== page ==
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Non-living, physical or chemical, includes solar radiation, temperature, humidity, and pH, used in context of an effect eg. abiotic damage.
In a system of moist air, the ratio of the mass of water vapour to the total volume of the system. Usually expressed as grams per cubic metre (g/m3).
A hypothetical temperature characterized by a complete absence of heat and defined as 0 K, -273.15 C, or -459.67 F.
Water held mechanically in a soil mass and having physical properties similar to ordinary water at the same temperature and pressure.
The penetration of a substance into the surface layer of a solid with which it is in contact eg. process by which pesticides are taken into plant tissues by roots or foliage (stomata, cuticle, etc.)
increased levels of acid (lowered pH) in water bodies which can be a result of changes in land use e.g. forestry.
The activity of hydrogen ion in the aqueous phase of a soil. It is measured and expressed as a pH value.
Change in an organism resulting from the action of natural selection on variation so that the organism is fitted more perfectly for existence in its environment.
An enzyme produced by an organism in response to the presence of its substrate or a related substance. It is also called an induced enzyme.
A thermodynamic change of state in a system in which there is no transfer of heat or mass across the boundaries of the system. Compression always results in warming, expansion in cooling.
An ingredient added to a pesticide formulation or mixture to improve its effectiveness. Includes wetting agents, spreaders, emulsifiers, dispersing agents, foam suppressants, penetrants and correctives.
Roots or buds arising from an unusual position on a stem eg. roots on stems, or buds produced elsewhere than in the axils of leaves or the extremities of stems.
The creation of holes in soil or turf by coring, slitting, grooving, hole punching, forking, sliding, spiking or other means to reduce compaction and improve water and air movement through the soil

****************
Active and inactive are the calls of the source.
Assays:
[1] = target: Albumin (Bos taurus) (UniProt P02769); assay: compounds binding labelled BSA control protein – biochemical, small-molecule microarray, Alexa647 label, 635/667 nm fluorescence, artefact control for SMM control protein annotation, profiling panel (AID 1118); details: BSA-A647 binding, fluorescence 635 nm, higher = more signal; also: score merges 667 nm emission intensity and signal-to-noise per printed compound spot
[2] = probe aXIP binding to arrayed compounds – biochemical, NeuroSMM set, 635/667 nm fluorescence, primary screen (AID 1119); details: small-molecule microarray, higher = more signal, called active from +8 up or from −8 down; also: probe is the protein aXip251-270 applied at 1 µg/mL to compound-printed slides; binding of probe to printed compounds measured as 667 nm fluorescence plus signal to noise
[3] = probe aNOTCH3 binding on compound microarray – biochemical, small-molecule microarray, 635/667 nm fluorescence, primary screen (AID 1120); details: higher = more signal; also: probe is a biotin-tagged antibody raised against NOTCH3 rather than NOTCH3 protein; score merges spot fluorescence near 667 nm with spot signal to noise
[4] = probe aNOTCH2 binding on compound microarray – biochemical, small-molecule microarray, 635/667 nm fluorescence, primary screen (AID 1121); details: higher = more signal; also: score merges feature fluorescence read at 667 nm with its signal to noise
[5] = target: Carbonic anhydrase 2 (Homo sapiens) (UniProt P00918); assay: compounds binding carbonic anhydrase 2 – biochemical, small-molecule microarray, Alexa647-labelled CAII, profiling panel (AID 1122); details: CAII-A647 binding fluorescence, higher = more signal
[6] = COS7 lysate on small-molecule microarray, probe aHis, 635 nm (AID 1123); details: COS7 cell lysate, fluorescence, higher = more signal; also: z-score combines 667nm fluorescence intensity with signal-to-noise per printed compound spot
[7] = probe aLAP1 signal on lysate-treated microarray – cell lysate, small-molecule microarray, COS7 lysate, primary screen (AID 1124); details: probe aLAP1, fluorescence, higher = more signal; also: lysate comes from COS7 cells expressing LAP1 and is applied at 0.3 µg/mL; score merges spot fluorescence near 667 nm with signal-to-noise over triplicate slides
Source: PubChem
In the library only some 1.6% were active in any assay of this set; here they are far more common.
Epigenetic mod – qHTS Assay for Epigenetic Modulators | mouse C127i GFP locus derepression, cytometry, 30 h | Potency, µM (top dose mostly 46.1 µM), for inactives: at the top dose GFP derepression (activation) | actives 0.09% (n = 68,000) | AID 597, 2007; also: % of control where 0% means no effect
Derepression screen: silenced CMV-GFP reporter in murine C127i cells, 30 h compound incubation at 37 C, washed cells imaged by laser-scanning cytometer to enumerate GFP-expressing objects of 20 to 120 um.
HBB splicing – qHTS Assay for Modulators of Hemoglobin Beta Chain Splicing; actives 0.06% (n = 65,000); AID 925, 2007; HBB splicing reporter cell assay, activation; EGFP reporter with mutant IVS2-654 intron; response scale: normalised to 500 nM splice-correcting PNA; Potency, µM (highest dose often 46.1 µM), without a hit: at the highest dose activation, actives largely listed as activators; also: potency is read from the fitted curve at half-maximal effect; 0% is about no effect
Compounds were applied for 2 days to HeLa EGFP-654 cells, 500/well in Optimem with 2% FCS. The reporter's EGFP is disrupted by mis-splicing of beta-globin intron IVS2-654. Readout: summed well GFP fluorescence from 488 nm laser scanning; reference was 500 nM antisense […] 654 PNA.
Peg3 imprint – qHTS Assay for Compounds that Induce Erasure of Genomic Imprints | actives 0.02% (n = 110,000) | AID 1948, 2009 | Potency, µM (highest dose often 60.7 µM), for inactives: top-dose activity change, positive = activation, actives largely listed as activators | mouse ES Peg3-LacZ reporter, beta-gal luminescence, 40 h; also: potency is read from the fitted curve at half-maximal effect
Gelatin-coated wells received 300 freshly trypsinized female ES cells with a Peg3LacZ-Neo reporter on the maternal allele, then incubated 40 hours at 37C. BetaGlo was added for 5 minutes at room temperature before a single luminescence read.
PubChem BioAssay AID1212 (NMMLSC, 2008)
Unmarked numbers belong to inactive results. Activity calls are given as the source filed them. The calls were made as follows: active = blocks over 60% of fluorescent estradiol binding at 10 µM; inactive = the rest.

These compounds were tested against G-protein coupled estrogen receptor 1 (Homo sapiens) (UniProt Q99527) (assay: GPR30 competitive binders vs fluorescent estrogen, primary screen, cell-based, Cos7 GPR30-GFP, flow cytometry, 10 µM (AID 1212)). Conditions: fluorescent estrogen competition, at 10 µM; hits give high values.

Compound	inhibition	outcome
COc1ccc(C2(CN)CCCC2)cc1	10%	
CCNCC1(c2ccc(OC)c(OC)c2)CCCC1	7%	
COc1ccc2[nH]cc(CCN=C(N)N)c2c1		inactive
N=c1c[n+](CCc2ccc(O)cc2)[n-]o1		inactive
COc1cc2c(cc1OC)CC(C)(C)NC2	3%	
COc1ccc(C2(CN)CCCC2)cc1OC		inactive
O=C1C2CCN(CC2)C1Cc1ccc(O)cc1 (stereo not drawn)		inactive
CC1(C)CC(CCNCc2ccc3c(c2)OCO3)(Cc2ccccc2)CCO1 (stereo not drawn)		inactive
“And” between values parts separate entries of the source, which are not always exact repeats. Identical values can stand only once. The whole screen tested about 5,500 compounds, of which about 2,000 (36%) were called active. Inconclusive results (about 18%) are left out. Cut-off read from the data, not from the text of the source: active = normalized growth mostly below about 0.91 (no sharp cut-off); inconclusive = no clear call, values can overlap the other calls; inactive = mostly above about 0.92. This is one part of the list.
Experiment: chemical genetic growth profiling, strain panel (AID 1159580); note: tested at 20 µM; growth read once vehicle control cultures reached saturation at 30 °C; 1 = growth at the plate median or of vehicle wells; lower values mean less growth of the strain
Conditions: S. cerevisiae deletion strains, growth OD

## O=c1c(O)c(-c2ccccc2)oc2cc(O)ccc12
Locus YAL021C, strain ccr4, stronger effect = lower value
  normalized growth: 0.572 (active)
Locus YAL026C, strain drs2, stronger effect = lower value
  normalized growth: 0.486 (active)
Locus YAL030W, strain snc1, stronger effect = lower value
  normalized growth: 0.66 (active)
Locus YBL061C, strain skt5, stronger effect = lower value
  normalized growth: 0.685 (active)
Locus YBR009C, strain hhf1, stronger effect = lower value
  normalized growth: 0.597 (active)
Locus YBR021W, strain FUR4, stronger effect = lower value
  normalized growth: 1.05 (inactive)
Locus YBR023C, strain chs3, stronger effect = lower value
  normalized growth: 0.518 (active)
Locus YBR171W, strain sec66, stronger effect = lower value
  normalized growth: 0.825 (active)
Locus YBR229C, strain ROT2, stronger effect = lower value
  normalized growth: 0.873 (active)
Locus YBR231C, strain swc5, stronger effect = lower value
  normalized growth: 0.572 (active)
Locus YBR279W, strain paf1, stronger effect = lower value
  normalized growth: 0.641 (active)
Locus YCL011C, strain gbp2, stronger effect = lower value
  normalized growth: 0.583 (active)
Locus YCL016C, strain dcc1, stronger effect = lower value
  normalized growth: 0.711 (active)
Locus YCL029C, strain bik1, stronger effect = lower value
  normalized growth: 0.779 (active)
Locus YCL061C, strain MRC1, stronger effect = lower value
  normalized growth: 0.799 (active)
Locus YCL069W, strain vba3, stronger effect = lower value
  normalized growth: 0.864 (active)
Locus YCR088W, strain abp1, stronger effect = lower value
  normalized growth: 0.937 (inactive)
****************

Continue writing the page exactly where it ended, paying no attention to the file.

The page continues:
Occurring only in the presence of molecular oxygen, as applied to certain chemical or biochemical processes such as aerobic decomposition.
A group of soil particles cohering in such a way that they behave mechanically as a unit.
A mechanical device in a spray tank to ensure uniform distribution of the toxicant during dilution and to prevent sedimentation.
The branch of agriculture/horticulture that deals with the theory and practice of field-crop production and the scientific management of soil.
Average Grain Size is used to denote the relative grading of sand. AGS is calculated using micron sieve sizes. In general, lower figures denote finer material.
A local wind which blows up a slope heated by sunshine. It is a feature which is less common than its converse, the kabatic wind
A negatively charged ion. An ion that carries a negative charge of electricity that interacts with cations (positive charges) in ionic bonding reactions
The tip of a growing plant root or shoot composed of cells from which subsequent growth develops climates.
A species having an articulated external skeleton such as an insect, spider or crustacean.
The portion of any element or compound in the soil that can be readily absorbed and assimilated by growing plants.
The clay, organic matter, and materials such as carbonates and phosphates that enable the soil to resist appreciable change in pH.
The cycle whereby carbon dioxide is fixed in living organisms by photosynthesis or by chemosynthesis, is consumed in carbohydrate, protein, and fat by most animals and plants that do not carry out photosynthesis, and ultimately is returned to its original state when it is freed by respiration and by the death and decay of plant and animal bodies.
Organic residues, or a mixture of organic residues and soil, that have been piled, moistened, and allowed to decompose. Mineral fertilisers are sometimes added.
The gradual reduction in volume of a soil mass resulting from an increase in compressive stress.
Tillage to prepare land for seeding or transplanting, and later to control weeds and loosen the soil.
To separate the individual components of compound particles by chemical or physical means or both.
The wearing away of the land surface by running water, wind, ice, or other geological agents, including such processes as gravitational creep.
Any organic or inorganic material of natural or synthetic origin that is added to a soil to supply certain elements essential to the growth of plants.
The guaranteed minimum analysis, in percent, of the major plant nutrient elements contained in a fertiliser material or in a mixed fertiliser.
The quantity of certain plant nutrient elements needed, in addition to the amount supplied by the soil, to increase plant growth to a designated optimum.
The percentage of water remaining in the soil 2 or 3 days after the soil has been saturated and free drainage has practically ceased. The percentage may be expressed in terms of weight or volume.
The process or processes in a soil by which certain chemical elements essential for plant growth are converted from a soluble or exchangeable form to a much less soluble or non-exchangeable form, for example, phosphate fixation.
A term with various meanings that usually refers to the mixture of organic substances that remains in solution when a dilute alkali extract from the soil has been acidified.